TS Inter 2nd Year Political Science Study Material Chapter 5 Centre-State Relations

Telangana TSBIE TS Inter 2nd Year Political Science Study Material 5th Lesson Centre-State Relations Textbook Questions and Answers.

TS Inter 2nd Year Political Science Study Material 5th Lesson Centre-State Relations

Short Answer Questions

Question 1.
Describe the Legislative Relations between union and states.
Our constitution prescribed the legislative and administrative relations between the union and die states in a clear cut manner in Part XI, Articles 245 to 255. Both the union and state Governments formulate jaws for die peace, pleasure and progress of Indian citizens. While the Union Parliament can make laws in matters inducted in the union and concurrent list the state Legislatures were empowered to pass legislation on matters in the state list and concurrent list.

The makers of our constitution classified legislative powers of the Union and die states under three lists.

Union List:
The untonCovemmenthas exclusive powers to make laws with respect to any matter enumerated in the Union List Initially there were 97 subjects. At present there are 98 items in this list. Some of them are defence, citizenship, foreign affairs, railway, post and telegraphs telephones, currency coinage, banking, insurance, atomic energy and mineral, resources, income, tax, customs, taxes on stock exchange transactions etc.

State List:
There are 59 subjects in the state list of them, the more important are : police, local governments; public health, sanitation^ hospitals and dispensaries, land revenue, agriculture, state public services etc.

Concurrent List:
The union Parliament as well as the state legislatures have the power to make legislation dri the subjects listed in the concurrent list The main subjects Included in this list are criminal fdw, marriagaand divorce, transfer of property other than agriculture land, contracts, bankruptcy and insolvency, forests, education, iabouf welfare, trade union, stamp duties etc. Atpresentthereare

The peculiarity of this list is that both the union and the state legislatures can make legation OYef jtfe« items of this list- in an incident of conflict between the union parliament and state legislature on a par^arjim of this (ist, the jaw enacted by the Union Partiament prevails over that of the State legislature.

Residuary Items:
Accordingto 248 Article of Indian Constitution residuary powers are vested in Union Government. The Parliament has power to make legislation on residuary items. These Items are not mentioned in the above three lists.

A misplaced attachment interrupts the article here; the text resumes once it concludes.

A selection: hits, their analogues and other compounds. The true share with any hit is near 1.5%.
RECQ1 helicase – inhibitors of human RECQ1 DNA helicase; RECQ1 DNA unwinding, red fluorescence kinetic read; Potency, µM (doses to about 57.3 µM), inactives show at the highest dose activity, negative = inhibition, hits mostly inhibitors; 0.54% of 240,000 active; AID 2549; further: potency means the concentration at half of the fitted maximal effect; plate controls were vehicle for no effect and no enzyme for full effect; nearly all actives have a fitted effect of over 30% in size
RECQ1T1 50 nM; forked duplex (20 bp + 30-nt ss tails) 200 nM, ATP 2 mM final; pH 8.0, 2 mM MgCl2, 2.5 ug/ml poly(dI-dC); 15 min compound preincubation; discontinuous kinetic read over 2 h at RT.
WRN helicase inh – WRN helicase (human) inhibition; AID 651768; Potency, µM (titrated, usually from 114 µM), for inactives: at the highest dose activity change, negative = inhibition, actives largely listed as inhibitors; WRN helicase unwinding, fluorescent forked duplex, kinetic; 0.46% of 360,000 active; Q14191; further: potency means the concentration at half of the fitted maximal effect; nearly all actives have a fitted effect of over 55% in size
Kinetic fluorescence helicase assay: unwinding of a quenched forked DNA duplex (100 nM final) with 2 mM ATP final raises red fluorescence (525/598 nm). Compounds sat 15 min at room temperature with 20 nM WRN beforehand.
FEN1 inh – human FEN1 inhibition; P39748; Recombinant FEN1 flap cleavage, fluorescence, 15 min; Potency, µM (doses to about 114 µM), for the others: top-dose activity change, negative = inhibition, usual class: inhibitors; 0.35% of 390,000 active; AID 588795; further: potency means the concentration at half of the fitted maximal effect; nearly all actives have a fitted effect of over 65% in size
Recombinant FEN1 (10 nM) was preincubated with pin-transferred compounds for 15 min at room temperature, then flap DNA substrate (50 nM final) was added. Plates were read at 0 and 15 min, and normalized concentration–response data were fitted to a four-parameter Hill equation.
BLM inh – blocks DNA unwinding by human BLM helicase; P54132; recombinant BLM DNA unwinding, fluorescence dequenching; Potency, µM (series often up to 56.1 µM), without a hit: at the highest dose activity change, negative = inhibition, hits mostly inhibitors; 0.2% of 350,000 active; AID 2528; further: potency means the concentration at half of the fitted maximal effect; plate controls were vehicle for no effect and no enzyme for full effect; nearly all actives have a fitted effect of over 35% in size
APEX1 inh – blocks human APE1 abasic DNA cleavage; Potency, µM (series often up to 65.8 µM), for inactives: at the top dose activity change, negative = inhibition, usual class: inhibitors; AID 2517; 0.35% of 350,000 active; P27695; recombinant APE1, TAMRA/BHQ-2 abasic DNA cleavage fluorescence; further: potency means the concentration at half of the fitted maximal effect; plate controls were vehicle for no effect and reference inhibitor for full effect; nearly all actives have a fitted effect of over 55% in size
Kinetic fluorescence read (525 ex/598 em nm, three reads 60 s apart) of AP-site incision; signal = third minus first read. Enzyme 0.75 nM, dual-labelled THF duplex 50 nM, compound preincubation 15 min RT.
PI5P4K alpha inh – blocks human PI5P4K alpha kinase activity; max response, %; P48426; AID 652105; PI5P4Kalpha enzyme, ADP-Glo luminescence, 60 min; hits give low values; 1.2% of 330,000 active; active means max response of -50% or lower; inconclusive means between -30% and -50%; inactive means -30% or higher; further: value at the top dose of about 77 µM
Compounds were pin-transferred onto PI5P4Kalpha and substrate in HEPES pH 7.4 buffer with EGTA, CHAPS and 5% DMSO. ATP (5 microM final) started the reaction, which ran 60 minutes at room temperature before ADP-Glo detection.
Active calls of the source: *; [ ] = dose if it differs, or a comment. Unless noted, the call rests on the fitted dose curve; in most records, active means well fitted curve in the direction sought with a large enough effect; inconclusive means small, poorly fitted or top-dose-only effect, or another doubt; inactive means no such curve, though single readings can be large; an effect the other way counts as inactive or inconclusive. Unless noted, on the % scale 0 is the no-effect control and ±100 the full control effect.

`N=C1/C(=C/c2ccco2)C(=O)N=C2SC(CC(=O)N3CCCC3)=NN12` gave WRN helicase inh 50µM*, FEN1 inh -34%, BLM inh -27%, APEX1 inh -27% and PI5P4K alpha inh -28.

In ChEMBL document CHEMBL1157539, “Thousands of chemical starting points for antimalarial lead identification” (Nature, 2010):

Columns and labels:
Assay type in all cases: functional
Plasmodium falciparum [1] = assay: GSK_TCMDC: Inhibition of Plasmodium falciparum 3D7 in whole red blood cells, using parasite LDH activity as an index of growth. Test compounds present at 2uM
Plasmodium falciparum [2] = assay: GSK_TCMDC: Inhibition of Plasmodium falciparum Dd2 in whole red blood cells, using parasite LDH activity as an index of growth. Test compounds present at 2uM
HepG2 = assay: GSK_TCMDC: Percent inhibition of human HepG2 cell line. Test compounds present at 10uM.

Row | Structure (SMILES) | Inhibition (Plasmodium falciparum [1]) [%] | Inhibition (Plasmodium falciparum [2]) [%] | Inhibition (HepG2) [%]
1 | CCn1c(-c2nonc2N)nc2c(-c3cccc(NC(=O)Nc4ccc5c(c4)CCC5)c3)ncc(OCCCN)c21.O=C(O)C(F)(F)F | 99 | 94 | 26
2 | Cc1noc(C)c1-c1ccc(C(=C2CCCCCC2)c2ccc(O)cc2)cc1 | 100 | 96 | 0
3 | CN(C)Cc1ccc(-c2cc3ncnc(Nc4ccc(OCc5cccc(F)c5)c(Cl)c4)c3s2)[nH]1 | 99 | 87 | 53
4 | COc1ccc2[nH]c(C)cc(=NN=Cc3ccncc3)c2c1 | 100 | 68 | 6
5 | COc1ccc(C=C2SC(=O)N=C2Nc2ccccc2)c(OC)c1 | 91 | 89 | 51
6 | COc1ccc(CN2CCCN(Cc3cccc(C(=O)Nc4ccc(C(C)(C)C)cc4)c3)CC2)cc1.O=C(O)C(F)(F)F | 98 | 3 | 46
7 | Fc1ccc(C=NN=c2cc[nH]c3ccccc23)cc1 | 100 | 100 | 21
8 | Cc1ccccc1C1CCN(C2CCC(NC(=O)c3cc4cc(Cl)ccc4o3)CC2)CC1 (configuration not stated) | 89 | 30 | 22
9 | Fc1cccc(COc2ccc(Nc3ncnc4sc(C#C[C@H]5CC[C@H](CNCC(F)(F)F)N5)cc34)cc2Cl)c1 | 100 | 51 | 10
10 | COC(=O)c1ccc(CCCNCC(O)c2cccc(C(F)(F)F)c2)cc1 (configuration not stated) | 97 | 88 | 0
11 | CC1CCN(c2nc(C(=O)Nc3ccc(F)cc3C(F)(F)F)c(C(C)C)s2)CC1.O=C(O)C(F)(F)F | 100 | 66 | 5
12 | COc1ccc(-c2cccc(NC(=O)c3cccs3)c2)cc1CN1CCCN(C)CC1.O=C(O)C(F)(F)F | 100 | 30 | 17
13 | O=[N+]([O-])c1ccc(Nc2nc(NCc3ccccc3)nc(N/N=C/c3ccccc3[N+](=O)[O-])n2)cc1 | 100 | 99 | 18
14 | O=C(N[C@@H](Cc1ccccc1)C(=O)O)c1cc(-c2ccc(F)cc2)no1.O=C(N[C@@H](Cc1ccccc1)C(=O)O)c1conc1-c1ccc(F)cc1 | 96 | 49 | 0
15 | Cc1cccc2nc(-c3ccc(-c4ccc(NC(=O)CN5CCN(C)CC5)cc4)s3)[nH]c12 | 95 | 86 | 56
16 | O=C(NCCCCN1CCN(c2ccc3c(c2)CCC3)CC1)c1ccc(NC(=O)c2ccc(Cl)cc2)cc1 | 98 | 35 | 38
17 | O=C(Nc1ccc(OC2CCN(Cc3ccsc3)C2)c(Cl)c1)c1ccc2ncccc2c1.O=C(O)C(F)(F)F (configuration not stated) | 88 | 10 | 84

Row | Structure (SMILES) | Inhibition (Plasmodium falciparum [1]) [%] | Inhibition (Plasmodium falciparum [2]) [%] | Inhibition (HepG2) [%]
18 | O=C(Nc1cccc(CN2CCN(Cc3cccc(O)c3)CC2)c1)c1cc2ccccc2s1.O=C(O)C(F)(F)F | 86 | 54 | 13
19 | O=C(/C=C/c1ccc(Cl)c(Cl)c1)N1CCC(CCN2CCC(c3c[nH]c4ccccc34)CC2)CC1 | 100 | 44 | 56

Question 2.
Point out the administrative relations between Union and states.
Articles 2S6 and 263 deal with the administrative relationship between the centre and the states. In normal conditions, the administrative authority of the states applies to all the subjects included in the state list. Under certain circumstances, the Central Government exercises control over the administrative affairs of the state. The following points show the administrative relations between the centre and the states.

  1. The state Governments shall exercise their executive authority without impeding the Union Governments executive power.
  2. The executive powers of every state should be exercised in such a way as to comply with the laws made by Parliament The Central Government is empowered to give such directions whenever necessary.
  3. The Union Government may also give directions to the states for the maintenance and construction of means of communication declared to be of national or military importance.
  4. The Union Government is empowered to give directions to the states regarding the steps to be taken for tire protection of railways in the state.
  5. The Union Government is also empowered to construct and maintain means of communication and information required for Army, Navy and Air Force.
  6. The Governors of the states are appointed and removed by the President on the advice of the union cabinet. They are supposed to act as the representatives of the Union Government in the exercise of their functions.
  7. The Union Government has the duty to protect every state from external aggression and internal disturbances.
  8. The Union Government by constituting an Inter-state Council can settle the disputes between the states etc.

TS Inter 2nd Year Political Science Study Material Chapter 5 Centre-State Relations

Question 3.
Mention the Financial relations between Union and States.